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In an effort to have an accepted answer in each of my questions, I went back to an old question that I had asked and where I only got one answer, which was not really helpful as the answerer's english was hard to understand. Later I was able to find the cause of the error and fix it, but forgot to provide an answer to my question with the solution, and now I don't remember exactly how I solved the problem, but I have a general idea...

What should I do in this case?

  1. Accept the only answer, even though it wasn't really helpful, and write a comment about what was wrong? (I don't really see the point behind this)

  2. Answer my own question with a general idea about what was the reason behind the error and accept it?

  3. Leave the question unanswered?

  • 25
    4. Try to remember what your solution was, but give up and get yourself a cup of coffee. – zondo Apr 11 '17 at 0:36
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    you could write an answer and not accept it. In this way there is still motivation for others to write a better answer while someone looking for an answer will have at least your answer to start with – formerlyknownas_463035818 Apr 12 '17 at 9:47
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    5. Recreate the problem so you can solve it again and write a full answer (The problem is reproducible, isn't it?) – jwodder Apr 13 '17 at 16:38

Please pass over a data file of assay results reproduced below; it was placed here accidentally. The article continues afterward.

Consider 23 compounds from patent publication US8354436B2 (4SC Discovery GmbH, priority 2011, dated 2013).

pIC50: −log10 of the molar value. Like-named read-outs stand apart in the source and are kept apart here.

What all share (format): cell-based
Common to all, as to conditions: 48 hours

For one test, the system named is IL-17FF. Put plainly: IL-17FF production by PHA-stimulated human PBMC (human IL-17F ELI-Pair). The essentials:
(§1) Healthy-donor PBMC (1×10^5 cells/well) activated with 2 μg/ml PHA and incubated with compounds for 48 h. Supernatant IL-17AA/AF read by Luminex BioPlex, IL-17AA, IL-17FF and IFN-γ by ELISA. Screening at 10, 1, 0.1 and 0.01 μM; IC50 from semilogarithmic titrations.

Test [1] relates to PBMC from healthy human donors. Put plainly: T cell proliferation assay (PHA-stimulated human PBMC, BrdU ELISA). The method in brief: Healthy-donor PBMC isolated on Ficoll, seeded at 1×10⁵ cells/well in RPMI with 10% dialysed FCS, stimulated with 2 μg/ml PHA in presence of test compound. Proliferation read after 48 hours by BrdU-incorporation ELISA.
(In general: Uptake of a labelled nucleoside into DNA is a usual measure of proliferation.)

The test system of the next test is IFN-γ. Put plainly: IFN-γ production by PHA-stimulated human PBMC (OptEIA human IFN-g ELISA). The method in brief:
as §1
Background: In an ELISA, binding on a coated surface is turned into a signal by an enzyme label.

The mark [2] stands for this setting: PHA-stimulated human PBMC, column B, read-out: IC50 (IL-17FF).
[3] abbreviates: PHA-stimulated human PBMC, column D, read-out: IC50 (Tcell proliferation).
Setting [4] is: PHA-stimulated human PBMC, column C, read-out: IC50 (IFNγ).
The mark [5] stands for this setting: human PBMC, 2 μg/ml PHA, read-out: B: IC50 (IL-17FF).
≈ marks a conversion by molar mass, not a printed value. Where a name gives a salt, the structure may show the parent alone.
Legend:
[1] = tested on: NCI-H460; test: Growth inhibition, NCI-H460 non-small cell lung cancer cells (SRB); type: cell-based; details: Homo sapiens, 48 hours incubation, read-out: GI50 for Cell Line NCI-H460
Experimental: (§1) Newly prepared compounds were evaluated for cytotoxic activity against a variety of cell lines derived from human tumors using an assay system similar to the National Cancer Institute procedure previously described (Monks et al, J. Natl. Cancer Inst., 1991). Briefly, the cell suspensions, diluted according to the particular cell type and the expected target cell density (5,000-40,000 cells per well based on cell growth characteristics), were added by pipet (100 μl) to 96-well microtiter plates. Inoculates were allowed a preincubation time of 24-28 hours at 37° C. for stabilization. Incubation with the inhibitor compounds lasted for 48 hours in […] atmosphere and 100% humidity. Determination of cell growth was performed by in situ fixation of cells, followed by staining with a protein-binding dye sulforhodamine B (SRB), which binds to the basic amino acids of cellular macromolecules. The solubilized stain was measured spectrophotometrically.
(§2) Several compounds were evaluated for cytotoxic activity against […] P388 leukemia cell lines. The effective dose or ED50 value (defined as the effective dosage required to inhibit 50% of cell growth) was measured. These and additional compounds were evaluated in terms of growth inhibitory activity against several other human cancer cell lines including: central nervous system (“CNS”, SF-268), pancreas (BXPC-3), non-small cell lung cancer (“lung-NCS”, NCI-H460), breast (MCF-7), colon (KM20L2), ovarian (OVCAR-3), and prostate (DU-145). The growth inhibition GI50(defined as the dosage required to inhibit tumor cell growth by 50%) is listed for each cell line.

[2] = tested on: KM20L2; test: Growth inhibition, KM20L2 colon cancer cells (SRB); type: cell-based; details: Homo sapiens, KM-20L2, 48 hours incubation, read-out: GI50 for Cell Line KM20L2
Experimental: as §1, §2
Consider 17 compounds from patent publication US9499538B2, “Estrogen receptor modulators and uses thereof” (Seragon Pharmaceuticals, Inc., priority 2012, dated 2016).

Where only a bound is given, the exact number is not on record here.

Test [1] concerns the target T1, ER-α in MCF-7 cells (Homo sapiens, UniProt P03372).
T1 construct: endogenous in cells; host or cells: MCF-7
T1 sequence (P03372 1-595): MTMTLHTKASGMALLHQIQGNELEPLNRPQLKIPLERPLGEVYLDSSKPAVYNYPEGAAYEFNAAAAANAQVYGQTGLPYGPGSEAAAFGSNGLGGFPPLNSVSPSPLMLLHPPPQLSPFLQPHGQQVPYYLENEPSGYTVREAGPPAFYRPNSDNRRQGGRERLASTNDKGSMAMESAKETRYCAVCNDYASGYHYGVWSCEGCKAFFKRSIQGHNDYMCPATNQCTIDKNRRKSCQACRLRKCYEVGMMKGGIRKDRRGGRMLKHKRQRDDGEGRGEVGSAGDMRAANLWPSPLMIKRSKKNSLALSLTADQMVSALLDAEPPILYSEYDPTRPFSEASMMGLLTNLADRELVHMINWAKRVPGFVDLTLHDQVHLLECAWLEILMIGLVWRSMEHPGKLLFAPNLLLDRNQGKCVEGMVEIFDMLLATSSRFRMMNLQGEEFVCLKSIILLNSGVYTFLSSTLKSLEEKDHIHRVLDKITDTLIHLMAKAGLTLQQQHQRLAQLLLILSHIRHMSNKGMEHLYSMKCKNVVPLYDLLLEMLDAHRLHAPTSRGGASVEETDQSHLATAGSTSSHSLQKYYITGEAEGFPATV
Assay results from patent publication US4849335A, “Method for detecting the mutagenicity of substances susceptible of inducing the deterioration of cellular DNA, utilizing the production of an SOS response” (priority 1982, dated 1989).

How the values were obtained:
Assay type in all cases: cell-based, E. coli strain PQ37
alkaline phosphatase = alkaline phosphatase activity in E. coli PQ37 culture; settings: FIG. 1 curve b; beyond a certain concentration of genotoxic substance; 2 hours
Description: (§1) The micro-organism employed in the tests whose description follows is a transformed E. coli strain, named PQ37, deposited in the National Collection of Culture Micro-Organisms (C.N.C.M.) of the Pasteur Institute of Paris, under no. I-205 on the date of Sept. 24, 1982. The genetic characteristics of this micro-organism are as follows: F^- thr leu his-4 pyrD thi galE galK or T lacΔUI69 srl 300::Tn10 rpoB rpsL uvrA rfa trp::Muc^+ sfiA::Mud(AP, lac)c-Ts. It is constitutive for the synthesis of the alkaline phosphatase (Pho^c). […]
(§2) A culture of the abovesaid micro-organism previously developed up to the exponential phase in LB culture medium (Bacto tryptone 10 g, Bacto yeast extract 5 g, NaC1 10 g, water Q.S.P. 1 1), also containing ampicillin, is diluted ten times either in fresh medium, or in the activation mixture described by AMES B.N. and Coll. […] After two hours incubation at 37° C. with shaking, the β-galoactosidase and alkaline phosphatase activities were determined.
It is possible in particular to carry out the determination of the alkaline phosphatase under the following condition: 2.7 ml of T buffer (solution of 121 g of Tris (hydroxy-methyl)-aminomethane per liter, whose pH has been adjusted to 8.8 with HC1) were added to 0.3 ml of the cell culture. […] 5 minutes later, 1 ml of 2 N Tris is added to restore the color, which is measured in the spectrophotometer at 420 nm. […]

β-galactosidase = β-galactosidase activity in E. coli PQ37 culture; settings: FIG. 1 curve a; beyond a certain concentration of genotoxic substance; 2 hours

• @jwodder I guess, with enough time and motivation, I could reproduce the problem. – Namefie Apr 13 '17 at 18:18
  • @tobi303 That's what I'll do in case I don't manage to write a sufficiently useful answer. – Namefie Apr 13 '17 at 18:21
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Please don't accept an unhelpful answer.

If you feel you can leave an answer that may be helpful to other users, please do.

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    Yes. A "general idea" answer is more useful that no answer at all. And in case somebody provides a more comprehensive, step by step answer in the future, you can always un-accept your answer and accept theirs. – AJPerez Apr 11 '17 at 6:14
  • Right! Thanks to you both :) – Namefie Apr 11 '17 at 6:47
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    And you can always update your answer later with more details, should they come back to you (which may happen already when you start writing). – GolezTrol Apr 12 '17 at 9:46

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